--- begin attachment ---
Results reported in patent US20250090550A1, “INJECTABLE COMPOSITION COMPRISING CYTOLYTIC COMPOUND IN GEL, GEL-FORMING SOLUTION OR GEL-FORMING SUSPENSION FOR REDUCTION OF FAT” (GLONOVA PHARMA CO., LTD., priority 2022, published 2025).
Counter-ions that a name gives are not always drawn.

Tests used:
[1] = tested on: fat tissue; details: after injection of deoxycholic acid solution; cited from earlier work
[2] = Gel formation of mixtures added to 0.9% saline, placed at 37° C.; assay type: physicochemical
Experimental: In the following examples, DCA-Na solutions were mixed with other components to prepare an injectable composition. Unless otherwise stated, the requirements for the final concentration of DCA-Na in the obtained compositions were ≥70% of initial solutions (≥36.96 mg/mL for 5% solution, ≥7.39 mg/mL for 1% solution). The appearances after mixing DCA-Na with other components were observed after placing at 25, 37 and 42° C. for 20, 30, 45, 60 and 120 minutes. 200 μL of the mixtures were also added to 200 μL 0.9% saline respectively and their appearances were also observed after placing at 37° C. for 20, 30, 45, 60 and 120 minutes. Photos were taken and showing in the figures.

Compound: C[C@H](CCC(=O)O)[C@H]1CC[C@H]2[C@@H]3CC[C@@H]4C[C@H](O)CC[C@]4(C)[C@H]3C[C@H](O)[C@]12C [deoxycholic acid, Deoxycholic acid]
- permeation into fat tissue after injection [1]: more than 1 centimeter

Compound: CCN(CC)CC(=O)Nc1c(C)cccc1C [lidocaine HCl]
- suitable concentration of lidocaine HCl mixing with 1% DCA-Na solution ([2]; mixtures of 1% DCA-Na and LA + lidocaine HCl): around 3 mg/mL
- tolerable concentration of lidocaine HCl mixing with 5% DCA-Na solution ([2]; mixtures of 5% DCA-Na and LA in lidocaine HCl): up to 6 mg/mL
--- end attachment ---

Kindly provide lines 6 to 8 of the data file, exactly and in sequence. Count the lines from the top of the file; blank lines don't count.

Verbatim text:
Experimental: In the following examples, DCA-Na solutions were mixed with other components to prepare an injectable composition. Unless otherwise stated, the requirements for the final concentration of DCA-Na in the obtained compositions were ≥70% of initial solutions (≥36.96 mg/mL for 5% solution, ≥7.39 mg/mL for 1% solution). The appearances after mixing DCA-Na with other components were observed after placing at 25, 37 and 42° C. for 20, 30, 45, 60 and 120 minutes. 200 μL of the mixtures were also added to 200 μL 0.9% saline respectively and their appearances were also observed after placing at 37° C. for 20, 30, 45, 60 and 120 minutes. Photos were taken and showing in the figures.

Compound: C[C@H](CCC(=O)O)[C@H]1CC[C@H]2[C@@H]3CC[C@@H]4C[C@H](O)CC[C@]4(C)[C@H]3C[C@H](O)[C@]12C [deoxycholic acid, Deoxycholic acid]
- permeation into fat tissue after injection [1]: more than 1 centimeter